The nearly two-mile long runway is scheduled to reopen in July 2018. “The challenge ahead of us is going to be Florida’s spring weather,” said Perley. “The airport and contractors have a common goal to follow the previous projects. On time, on budget.”
The airport’s massive capital improvement responsibilities coincide directly with what’s taking place around the airfield. Airside tenant Northrop Grumman is currently going through a $500 million infrastructure expansion to accommodate thousands of jobs for its B-21 Raider contract win. Satcom Direct completed its new corporate hangar to support its world headquarters located close by. And, Apex Executive Jet Center recently opened its second FBO hangar with plans for more to support increasing traffic. With tenants accelerating their operations every day at MLB, it is the airport’s responsibility to provide the necessary infrastructure they need to be successful and safe. It was a team effort and we are all proud of being part of that team.
GREG DONOVAN, A.A.E., has accrued a list of accomplishments since his arrival as Orlando Melbourne International Airport’s Executive Director in 2014. He has landed the airport’s first scheduled international airline, which has since tripled its routes from Canada; the international customs facility has been transformed into one of the most technologically-advanced in the world; and the airport is currently building a new air traffic control tower twice the size of the current one. Greg is past president of Florida Airports Council and a visionary for MLB’s corporate neighbourhood of aviation and aerospace titans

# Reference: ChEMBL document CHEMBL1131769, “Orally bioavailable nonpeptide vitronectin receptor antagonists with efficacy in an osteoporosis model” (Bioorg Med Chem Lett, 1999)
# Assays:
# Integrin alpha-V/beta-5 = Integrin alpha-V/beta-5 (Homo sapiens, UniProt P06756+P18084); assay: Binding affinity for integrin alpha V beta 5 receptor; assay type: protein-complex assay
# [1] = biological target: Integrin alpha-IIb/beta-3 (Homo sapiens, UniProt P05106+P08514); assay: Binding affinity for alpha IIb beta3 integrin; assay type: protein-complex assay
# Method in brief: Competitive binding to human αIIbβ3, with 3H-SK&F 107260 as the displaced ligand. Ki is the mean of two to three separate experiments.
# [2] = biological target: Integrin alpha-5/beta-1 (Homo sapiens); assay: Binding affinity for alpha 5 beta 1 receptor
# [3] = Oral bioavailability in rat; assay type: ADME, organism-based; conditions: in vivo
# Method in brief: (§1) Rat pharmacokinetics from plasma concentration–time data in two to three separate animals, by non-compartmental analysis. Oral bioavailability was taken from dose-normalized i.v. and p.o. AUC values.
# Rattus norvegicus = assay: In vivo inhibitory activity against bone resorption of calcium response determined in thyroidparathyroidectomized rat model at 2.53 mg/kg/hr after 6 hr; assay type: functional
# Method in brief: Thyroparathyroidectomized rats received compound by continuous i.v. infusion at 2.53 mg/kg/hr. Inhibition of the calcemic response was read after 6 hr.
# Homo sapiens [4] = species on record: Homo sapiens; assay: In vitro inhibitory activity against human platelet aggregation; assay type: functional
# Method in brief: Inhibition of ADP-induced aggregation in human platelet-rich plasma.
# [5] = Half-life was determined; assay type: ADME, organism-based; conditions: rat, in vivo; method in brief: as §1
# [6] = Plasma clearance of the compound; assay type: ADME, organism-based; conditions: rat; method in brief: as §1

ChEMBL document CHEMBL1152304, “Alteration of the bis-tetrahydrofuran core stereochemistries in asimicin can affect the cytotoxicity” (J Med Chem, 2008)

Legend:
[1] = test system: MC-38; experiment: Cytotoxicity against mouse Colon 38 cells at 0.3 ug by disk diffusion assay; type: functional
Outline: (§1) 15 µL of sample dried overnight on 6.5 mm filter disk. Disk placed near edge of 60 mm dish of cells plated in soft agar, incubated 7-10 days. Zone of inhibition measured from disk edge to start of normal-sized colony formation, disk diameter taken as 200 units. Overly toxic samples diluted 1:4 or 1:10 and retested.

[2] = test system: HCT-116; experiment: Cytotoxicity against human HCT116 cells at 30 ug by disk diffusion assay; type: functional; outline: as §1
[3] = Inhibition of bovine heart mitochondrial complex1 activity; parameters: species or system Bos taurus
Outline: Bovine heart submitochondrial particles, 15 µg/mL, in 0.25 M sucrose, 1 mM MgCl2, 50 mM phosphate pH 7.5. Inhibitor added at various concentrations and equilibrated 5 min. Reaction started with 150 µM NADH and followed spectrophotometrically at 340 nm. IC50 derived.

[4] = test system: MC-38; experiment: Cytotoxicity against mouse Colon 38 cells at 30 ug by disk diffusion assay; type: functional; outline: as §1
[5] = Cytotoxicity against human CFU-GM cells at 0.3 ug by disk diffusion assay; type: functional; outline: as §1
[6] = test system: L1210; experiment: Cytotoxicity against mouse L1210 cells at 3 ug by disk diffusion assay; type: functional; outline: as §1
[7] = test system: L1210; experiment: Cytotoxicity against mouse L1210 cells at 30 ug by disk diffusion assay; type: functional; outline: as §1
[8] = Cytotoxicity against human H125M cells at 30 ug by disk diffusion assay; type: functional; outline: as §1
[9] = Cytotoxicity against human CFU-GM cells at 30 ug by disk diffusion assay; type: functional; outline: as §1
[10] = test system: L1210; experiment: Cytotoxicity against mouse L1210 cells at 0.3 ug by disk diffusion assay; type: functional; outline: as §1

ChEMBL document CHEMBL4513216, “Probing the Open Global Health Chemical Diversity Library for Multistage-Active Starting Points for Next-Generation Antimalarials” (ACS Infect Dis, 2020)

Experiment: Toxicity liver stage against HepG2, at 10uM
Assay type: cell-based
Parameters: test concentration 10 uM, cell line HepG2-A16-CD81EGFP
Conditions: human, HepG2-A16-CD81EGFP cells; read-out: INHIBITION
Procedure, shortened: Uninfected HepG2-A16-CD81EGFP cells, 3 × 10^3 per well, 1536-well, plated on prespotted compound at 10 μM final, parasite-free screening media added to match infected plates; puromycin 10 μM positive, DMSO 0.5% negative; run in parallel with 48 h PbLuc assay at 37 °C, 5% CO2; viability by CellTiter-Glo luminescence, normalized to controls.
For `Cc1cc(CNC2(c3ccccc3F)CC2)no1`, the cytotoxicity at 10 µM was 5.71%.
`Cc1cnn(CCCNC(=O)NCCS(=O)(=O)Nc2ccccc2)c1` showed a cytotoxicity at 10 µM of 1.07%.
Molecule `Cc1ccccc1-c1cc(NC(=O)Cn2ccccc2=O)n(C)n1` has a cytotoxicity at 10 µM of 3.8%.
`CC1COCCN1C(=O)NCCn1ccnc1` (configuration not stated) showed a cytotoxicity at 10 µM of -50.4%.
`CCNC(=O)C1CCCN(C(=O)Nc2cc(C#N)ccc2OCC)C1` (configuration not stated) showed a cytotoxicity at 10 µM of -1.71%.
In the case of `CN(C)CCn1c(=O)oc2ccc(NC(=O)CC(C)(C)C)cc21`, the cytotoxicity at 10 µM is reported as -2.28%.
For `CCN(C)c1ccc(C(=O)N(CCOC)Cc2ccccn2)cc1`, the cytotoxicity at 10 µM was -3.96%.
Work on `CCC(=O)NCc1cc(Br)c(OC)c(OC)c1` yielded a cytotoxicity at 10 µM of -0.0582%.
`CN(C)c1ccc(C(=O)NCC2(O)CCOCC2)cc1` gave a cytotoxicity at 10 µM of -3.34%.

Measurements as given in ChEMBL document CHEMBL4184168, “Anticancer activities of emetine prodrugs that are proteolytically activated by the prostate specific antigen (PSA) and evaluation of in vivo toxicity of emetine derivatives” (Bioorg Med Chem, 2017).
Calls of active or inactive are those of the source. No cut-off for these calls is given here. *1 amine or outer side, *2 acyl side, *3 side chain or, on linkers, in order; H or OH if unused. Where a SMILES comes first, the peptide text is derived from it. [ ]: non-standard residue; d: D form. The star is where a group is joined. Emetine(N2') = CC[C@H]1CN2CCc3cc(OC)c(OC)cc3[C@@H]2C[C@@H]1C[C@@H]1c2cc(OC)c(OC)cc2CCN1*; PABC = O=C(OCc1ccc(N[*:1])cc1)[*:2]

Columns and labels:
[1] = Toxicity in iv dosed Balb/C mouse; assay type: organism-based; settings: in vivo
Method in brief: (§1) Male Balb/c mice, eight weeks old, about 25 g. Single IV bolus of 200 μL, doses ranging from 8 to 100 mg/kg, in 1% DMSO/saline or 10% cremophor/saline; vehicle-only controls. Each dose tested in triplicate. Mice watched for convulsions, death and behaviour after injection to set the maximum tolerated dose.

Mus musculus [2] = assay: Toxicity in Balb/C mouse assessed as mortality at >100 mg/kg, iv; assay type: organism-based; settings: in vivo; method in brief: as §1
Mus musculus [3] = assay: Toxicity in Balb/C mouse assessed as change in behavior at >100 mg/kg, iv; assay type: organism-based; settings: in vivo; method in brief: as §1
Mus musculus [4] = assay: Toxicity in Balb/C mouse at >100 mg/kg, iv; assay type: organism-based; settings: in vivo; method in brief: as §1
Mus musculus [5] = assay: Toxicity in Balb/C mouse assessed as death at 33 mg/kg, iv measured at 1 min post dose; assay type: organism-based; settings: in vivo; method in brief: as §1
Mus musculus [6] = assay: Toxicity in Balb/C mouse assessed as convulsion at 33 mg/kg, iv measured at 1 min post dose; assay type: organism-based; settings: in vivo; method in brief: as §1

Aeronautical revenue, Airport construction and design, Airport development, Airside operations, Regulation and Legislation, Runways and pavements